• [0013]
    At runtime of the software code, the software code is automatically uploaded to the memory of the external unit. The software code is then executed in the external unit using only the processor and the memory of the external unit.
  • [0014]
    In an additional feature of the present invention, the software code is arranged or parsed into a plurality of different blocks of code, wherein each block of code is independently executable. In this embodiment of the present invention, a first block of code required for execution is automatically uploaded to the memory of the external unit. Next, the first block of code is executed in the external unit using only the processor and the memory of the external unit. When required, subsequent blocks of code of the software code are then sequentially and automatically uploaded and executed in the external unit. During this process, subsequent blocks of code overwrite previously uploaded blocks of code in the memory of the external unit if this is required to have enough memory in the external unit for the subsequent blocks of code.
  • [0015]
    In one preferred embodiment of the present invention, the software code is an applet, and each of the different blocks of code are QX blocks. The software program may include a plurality of applets interspersed within the software program. The process described above is applied to each applet.
  • [0016]
    In another preferred embodiment of the present invention, the software code includes a first portion and a second portion. The second portion is the software code that is executed in the external unit, and the first portion executes in the computer. After execution of the software code, the external unit sends back state information to the computer for subsequent use by at least the first portion of the software code.
  • [0017]
    The software code that executes in the external unit is preferably encrypted. If so, then each block of code must be decrypted in the external unit prior to execution.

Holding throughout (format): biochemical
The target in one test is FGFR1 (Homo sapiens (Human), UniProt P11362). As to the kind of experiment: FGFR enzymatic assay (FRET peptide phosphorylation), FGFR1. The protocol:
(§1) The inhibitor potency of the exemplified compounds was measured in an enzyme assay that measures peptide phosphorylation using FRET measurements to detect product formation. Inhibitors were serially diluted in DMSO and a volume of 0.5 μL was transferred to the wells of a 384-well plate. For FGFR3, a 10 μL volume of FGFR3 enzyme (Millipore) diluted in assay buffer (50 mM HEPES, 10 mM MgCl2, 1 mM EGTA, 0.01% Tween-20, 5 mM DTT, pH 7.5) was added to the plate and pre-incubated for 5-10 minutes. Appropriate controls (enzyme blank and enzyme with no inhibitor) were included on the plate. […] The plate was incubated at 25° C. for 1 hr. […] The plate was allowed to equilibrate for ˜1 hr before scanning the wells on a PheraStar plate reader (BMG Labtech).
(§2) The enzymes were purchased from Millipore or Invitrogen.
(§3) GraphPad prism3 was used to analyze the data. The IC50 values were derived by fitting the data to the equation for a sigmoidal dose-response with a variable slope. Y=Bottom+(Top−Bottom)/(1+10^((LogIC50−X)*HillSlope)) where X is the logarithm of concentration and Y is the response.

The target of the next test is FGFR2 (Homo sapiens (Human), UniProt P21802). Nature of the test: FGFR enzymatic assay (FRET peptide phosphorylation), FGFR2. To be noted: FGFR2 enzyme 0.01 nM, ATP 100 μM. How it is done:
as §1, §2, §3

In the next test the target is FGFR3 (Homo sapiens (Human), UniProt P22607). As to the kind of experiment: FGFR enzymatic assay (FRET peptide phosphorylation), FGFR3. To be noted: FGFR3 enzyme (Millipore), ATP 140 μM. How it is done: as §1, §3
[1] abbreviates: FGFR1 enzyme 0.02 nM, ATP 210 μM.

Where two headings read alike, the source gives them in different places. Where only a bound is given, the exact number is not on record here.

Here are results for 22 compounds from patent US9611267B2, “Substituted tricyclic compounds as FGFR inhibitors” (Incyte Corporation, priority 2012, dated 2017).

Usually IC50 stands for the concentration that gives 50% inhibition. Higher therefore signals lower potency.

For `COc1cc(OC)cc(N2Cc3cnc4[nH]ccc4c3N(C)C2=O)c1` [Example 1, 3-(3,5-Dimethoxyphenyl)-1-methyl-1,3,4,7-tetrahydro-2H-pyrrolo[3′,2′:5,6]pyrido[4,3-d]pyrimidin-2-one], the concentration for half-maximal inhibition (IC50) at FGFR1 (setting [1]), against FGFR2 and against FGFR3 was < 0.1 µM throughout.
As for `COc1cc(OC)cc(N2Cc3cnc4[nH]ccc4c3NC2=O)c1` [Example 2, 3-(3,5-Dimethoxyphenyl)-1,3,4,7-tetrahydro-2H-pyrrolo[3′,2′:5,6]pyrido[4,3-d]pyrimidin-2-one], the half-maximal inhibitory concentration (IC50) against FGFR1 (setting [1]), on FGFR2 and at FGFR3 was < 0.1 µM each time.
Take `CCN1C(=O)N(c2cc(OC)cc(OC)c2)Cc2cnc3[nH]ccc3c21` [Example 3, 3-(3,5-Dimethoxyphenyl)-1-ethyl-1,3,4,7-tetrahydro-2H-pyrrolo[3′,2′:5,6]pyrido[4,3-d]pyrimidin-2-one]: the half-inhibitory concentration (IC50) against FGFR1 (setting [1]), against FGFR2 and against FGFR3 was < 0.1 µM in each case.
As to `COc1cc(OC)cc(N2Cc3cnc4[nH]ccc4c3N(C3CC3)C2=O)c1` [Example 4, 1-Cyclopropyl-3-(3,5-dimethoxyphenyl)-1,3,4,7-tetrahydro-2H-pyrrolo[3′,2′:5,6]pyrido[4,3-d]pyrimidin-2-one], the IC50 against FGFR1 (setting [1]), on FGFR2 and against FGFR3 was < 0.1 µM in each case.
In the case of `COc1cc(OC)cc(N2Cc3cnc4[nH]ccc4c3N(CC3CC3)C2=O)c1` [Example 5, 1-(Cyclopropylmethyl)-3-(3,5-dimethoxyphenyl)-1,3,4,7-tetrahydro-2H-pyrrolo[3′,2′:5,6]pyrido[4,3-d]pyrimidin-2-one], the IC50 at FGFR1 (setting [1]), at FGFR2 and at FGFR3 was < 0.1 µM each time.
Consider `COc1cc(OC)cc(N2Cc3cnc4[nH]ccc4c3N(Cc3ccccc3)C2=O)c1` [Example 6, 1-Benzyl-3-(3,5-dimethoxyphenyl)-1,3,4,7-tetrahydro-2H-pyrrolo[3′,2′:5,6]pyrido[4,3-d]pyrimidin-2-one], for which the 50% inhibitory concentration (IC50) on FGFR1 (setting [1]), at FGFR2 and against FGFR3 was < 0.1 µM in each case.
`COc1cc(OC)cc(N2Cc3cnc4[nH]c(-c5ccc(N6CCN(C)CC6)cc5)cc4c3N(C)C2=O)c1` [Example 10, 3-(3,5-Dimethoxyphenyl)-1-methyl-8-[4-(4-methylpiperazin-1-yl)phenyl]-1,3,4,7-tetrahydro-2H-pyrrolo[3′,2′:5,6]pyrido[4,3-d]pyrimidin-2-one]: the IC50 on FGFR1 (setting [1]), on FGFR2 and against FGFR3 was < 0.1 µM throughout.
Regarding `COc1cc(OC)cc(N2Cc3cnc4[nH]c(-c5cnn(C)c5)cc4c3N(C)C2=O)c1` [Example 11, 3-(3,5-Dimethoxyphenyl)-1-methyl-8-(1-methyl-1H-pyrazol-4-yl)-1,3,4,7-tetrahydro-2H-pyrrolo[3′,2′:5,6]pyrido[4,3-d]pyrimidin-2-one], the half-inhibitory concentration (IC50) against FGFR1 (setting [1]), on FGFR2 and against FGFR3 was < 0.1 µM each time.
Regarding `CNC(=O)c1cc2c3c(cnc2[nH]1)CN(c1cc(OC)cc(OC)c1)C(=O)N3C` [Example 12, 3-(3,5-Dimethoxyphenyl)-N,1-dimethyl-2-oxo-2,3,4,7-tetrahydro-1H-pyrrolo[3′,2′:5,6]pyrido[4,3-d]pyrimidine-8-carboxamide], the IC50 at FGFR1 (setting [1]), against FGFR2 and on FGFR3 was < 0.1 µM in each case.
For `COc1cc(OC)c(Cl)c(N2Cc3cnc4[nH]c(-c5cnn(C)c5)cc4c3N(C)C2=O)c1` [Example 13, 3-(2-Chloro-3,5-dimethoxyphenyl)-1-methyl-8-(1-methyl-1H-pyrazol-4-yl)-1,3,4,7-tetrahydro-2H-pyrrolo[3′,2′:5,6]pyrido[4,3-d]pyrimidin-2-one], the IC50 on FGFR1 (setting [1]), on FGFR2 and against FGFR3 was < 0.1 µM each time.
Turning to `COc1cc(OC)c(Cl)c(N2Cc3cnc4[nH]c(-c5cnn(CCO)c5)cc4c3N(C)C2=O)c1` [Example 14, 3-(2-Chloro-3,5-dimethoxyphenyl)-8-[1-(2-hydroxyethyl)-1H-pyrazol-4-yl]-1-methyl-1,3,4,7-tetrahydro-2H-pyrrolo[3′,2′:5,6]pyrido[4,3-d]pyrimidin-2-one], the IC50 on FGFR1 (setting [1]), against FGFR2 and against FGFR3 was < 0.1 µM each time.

• [0018]
    The external unit is preferably a tamper-proof device, such as a smart card, USB token, PC card, a TEMPEST/tamper-protected workstation or a physically secured computer server connected to a network.
  • [0019]
    Compiler development techniques are presented that allow one set of files to contain code both for the host application and for the chip application. Source code for a particular target processor is tagged, and during compilation transformed into encrypted (virtual) machine code. The tagged blocks of code are replaced by function calls which refer to the encrypted (virtual) machine code components, to the effect of allowing these blocks of protected code to be dynamically loaded onto the remote processor during runtime, decrypted, stored and executed. The source code for a particular target processor is split into independently executing blocks of code, which allows the independent execution of each block of code, which in turn allows the target processor (with potentially limited available resources in terms of memory and CPU) to execute applications bigger than its available memory.
  • BRIEF DESCRIPTION OF THE DRAWINGS
  • [0020]
    The foregoing summary, as well as the following detailed description of preferred embodiments of the invention, will be better understood when read in conjunction with the appended drawings. For the purpose of illustrating the invention, there is shown in the drawings an embodiment that is presently preferred. It should be understood, however, that the invention is not limited to the precise arrangements and instrumentalities shown. In the drawings:
  • [0021]